BOSTON, MA -- LinkedIn is one of the top choices for recruiters and employers to search when looking for talent. So before you make any fixes to your LinkedIn profile, change the notifications settings to off. Make sure your profile is complete and includes the right skills for the jobs you're interested in. After you adjust your notification settings, begin spiffing up your profile by making changes to older jobs, adding samples of work, or by making changes that don't scream you're on the hunt for a new job. Don't use your work computer or phone for your job search, not even after hours or during breaks.

Post your resume with caution. Of course you want to add your resume to various job boards and career sites, but use caution. Before you post your resume, remove your name and contact information from the resume. Instead, list your profession as your name and list only your city and state. Your email and phone number could easily allow a curious manager to find your information. Next, replace your most current company name with "confidential" or "current employer".

Tell people your job search is confidential. If you decide you do want to share your current career info, make sure you tell the person you are still employed and would like to keep your job search confidential. People understand how important this is and will keep your secret.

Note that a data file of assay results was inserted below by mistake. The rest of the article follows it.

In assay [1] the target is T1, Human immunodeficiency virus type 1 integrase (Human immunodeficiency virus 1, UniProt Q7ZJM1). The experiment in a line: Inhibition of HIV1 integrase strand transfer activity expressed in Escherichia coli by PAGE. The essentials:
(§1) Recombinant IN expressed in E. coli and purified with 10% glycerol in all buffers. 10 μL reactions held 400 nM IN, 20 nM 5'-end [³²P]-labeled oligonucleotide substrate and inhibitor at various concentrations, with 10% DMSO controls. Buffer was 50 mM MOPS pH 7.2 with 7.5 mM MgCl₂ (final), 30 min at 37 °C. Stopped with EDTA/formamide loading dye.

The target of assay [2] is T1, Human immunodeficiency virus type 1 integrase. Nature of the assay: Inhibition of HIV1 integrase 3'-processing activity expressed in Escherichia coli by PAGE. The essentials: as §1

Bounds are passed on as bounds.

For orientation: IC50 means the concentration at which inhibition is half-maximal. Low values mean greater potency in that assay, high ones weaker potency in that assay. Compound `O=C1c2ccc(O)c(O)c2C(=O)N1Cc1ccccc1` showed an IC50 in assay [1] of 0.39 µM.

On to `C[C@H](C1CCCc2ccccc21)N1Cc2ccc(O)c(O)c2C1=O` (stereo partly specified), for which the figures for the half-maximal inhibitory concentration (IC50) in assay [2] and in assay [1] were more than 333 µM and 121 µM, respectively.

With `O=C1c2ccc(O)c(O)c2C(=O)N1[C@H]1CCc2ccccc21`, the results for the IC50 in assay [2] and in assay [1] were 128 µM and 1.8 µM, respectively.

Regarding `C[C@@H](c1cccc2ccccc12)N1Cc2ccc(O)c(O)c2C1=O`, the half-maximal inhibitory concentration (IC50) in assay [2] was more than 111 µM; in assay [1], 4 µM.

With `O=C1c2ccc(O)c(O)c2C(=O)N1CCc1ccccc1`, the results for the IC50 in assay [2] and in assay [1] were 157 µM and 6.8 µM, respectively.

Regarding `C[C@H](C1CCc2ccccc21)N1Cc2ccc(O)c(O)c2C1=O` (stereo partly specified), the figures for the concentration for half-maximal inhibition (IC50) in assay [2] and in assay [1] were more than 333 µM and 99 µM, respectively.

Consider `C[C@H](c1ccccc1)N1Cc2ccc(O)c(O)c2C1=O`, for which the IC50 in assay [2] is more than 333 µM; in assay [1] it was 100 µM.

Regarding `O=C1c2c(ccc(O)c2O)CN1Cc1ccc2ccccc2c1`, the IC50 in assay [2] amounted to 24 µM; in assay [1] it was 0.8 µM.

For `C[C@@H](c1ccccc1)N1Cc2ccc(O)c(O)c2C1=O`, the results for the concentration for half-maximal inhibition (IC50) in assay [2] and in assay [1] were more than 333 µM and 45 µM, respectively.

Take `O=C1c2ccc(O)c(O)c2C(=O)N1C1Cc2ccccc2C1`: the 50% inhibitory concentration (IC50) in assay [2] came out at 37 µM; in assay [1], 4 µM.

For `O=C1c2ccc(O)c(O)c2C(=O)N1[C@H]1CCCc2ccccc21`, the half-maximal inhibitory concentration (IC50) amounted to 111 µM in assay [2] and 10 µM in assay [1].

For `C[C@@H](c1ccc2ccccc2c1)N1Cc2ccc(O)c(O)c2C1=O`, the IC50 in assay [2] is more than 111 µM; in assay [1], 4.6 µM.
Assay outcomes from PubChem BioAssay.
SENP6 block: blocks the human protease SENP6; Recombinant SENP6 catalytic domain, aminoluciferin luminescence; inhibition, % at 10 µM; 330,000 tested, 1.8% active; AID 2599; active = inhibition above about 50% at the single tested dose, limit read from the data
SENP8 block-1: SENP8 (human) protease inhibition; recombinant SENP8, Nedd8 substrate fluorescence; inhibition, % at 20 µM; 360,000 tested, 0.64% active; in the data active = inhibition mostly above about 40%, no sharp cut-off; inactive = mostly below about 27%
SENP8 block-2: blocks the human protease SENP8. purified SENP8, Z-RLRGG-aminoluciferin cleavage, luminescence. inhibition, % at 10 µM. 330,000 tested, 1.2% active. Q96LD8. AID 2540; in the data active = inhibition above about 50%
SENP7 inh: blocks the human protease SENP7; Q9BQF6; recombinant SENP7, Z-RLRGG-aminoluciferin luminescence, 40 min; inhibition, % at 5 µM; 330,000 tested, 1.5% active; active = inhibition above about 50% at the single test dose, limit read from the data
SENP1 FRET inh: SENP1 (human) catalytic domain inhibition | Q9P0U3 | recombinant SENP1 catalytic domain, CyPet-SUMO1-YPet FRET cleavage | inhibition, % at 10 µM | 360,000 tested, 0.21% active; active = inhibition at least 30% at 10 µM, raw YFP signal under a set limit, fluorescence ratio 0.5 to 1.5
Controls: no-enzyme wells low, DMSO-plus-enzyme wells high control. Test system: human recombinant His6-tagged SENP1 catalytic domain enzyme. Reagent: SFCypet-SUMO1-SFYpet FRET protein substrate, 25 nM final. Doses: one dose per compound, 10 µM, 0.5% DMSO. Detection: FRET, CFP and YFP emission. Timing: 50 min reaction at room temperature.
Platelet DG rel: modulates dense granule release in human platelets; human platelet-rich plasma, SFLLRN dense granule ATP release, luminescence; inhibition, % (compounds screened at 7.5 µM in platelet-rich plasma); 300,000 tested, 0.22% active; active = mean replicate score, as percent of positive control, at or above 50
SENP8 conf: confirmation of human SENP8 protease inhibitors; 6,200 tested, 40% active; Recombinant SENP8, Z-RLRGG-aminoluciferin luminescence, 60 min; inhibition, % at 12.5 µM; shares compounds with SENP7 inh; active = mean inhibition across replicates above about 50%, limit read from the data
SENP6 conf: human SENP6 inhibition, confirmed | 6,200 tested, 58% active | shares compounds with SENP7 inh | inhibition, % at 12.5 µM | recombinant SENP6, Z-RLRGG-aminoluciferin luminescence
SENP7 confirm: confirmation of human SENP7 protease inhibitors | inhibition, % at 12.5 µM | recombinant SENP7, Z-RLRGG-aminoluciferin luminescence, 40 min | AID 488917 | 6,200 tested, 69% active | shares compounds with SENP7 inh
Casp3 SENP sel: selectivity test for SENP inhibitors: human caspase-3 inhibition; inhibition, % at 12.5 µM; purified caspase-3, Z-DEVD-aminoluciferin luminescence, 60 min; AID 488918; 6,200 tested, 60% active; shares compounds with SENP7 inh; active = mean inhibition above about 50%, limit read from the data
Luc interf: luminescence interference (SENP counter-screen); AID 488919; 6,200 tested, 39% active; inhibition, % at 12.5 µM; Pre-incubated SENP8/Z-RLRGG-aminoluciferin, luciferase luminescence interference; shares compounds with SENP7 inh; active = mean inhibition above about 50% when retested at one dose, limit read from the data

#1 Resume improvement all job seekers can make Peggy McKee, Careerealism

CHICAGO, IL -- The #1 resume improvement any job seeker in any field can make is simple: Quantification. Quantification means to describe your accomplishments in terms of numbers, dollars, and percentages. For instance... "Led accounting team for division" is less effective than "Led team of 14 accountants in a $34M division." Numbers are attention-grabbing, hard evidence of your success. They make hiring managers sit up and take notice of your resume. Seeing the numbers helps them put it into perspective and see you as more valuable.

Quantification boosts your chances of getting called in to interview. Almost anything can be quantified. All jobs contribute to the bottom line of a company in some way - if they didn't, the company couldn't justify keeping someone in that role and paying them. All you need to do is think about how you in your job contributed to those goals. Show that new potential boss how you can benefit their company.

You may not have complete records of everything you've accomplished. Simply guesstimate. Don't exaggerate. Be be able to back up your numbers with some kind of evidence and stories that support it. Anything you can do to begin quantifying your accomplishments will help you stand out from other applicants and get you the interview. On top of that, it will set you up to appear more valuable to the hiring manager when they do interview you.

Free Critique + affordable resume writing services Staff Writer, The Career Digest

NEW YORK, NY -- Did you know that the average job opening has 250 applicants competing for it? What's worse is 70% of those applicants will be eliminated from the candidate pool by an applicant tracking system. That means that only 30% of applicants make it to the desk of hiring managers. But, wait. It gets even worse!